Estonian director, educator, and actor, founder of the Eesti Riiklik Nukuteater (Estonian State Puppet Theatre; today, Estonian State Puppet and Youth Theatre). Ferdinand Veike was born in the village of Saueaugu in the Virumaa district. His interest in theatre began with performing in an amateur group during his school years. In 1942, he entered the Tallinn Theatre School led by Leo Kalmet, the director of the Estonian Drama Theatre who, in 1936, had formed there the first professional puppet group in the country. While a student, Veike played drama and puppet parts in the Estonian Youth Theatre (Eesti Riiklik Noorsooteater), sometimes also acting as assistant to the directors.
In the late 1940s, the puppeteers from the then-closed Estonian Youth Theatre joined the Kalmet group. It was then that Veike directed his first puppet shows (Reinhard the Fox, The Red Flower, Kalevipoeg and Cuckolds, Tiny and Swallow), while at the same time (1947-1950) pursuing a career as a dancer and classical actor at the National Theatre.
In 1950 and 1951, Veike studied directing at the then named A. N. Ostrovskii Leningrad Institute of Theater (today, the Leningrad Institute of Theatre, Music, and Cinematography), and in 1952 he returned to Tallinn to establish the new Estonian State Puppet Theatre of which he became the first artistic director. He ran the company until 1980 and produced more than 100 shows based on original and classical fairy tales, folklore, and national epics. The most significant of his works were Kaval-Ants ja Vanapagan (Tricky Ants and Old Devil, 1954), The Accursed Mill (1961), Kalevipoeg’s Journey to the End of the World (1962), The Little Stork and the Scarecrow (1969), Kalevipoeg Fights the Devil (1973), and The Star-Child (1974). Adept at both the traditional booth settings and experimental actor/puppet combinations, Veike used various types of puppets, often manufactured by himself.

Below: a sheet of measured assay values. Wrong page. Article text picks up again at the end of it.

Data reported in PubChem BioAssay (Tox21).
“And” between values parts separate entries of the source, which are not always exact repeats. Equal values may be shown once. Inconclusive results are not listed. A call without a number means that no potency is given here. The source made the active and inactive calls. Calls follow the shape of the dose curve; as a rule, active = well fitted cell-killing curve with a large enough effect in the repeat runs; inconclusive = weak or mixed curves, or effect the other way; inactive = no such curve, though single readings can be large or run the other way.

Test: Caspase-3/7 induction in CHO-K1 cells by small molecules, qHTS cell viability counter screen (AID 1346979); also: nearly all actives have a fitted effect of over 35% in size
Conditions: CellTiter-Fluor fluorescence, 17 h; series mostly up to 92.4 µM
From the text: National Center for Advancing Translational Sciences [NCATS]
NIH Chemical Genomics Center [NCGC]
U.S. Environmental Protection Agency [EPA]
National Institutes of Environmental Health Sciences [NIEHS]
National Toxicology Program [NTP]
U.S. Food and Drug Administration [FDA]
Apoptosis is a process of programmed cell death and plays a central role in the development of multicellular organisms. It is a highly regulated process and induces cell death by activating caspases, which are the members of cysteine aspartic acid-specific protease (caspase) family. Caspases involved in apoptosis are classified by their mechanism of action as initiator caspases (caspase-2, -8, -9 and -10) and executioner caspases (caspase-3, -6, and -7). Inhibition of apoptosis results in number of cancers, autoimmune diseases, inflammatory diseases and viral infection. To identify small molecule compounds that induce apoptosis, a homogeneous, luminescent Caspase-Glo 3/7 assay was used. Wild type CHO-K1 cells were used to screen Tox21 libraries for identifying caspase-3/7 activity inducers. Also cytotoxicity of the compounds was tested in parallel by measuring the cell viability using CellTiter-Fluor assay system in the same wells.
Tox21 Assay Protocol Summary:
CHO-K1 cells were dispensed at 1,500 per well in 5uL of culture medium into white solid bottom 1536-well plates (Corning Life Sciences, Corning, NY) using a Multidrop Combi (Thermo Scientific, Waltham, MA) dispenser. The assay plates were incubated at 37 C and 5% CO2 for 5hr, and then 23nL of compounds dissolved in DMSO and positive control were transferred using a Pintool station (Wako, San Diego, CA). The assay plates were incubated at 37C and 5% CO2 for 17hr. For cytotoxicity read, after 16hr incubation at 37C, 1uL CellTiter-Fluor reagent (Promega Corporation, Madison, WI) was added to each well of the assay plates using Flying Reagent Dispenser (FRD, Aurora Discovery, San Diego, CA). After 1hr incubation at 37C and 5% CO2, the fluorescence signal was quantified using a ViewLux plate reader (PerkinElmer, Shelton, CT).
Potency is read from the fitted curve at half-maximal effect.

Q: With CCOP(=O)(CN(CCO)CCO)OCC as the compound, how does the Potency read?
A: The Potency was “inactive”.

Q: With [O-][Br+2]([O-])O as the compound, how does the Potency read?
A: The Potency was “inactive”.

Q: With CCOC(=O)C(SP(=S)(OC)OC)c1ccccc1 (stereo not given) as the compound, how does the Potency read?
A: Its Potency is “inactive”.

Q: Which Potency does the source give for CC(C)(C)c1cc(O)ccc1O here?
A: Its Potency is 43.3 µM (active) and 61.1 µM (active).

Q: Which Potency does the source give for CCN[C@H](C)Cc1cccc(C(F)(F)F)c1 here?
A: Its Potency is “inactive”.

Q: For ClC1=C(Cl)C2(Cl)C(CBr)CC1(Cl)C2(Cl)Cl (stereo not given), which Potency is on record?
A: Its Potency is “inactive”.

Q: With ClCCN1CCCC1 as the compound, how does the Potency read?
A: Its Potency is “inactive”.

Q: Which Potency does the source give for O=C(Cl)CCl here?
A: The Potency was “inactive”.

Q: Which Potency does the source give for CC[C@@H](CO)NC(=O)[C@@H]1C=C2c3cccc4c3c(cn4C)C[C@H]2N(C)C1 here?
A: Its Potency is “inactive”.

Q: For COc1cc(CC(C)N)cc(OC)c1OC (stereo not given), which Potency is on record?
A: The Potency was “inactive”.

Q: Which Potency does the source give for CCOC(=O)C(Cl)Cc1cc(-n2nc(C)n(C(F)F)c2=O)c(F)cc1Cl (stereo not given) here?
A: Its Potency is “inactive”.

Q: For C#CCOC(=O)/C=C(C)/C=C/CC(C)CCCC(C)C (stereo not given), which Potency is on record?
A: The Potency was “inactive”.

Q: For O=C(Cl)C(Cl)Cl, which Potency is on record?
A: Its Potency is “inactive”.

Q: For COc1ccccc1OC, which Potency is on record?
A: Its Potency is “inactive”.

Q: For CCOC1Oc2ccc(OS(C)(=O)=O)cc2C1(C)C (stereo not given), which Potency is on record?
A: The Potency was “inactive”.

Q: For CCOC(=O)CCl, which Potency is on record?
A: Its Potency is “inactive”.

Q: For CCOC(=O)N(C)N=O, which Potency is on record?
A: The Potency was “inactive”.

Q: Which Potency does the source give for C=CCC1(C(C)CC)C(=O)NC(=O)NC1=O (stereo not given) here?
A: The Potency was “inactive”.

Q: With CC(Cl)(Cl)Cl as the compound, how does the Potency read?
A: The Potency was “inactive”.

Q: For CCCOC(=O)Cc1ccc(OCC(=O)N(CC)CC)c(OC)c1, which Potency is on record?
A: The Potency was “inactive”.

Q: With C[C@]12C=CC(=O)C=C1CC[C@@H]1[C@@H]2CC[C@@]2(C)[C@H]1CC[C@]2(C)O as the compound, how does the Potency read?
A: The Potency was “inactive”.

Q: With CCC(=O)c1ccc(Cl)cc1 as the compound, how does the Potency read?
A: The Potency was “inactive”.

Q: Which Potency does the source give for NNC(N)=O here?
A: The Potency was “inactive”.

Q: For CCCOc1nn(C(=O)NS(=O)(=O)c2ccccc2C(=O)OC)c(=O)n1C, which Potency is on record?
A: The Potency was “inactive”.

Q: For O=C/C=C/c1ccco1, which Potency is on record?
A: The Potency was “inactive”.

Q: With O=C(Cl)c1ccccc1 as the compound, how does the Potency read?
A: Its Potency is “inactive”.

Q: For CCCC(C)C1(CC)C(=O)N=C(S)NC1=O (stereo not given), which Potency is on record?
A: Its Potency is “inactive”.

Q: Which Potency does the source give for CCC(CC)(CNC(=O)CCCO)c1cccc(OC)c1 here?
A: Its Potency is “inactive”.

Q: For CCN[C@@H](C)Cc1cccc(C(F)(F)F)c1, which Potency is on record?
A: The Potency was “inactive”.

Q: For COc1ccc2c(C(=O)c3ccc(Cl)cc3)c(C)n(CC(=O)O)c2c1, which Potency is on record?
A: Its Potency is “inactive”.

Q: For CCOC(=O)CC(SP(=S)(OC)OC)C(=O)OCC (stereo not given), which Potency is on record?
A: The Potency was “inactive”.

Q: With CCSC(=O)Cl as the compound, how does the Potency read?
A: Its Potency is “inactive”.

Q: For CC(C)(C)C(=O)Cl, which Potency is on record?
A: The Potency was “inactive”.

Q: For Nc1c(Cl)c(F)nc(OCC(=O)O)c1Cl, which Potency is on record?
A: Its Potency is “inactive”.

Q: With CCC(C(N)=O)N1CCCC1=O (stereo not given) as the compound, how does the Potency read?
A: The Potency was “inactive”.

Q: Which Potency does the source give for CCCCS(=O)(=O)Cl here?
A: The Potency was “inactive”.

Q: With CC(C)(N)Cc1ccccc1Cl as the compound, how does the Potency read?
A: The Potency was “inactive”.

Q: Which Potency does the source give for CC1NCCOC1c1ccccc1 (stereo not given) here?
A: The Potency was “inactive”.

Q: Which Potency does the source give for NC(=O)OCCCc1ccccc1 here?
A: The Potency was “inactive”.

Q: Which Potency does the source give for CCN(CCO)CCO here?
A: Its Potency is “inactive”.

For the 1980 Olympic Regatta in Tallinn, Veike staged a grand open-air show Bloody John full of crowd scenes, music, songs, and special effects.
Since 1953, Ferdinand Veike has taken his signature character, Buratino, a Russian version of Pinocchio, into radio and television. From 1981 to 1985, he performed his Buratino solo programmes at the Estonian National Opera.
From 1962 to 1966, Veike was the head of the first puppet theatre studio in Estonia. In 1973-1978 and 1991-1995 he was an instructor at the Tallinn Pedagogical University. After an extended break in his career, in 2001 Veike returned with his puppet revue Ferdinand Veike and His Puppets.
Ferdinand Veike was, alongside Sergei Obraztsov, a Vice President of the Soviet Centre of UNIMA from 1958-1984, a UNIMA Councillor in 1980-1984, and was made a UNIMA Member of Honour in 2004.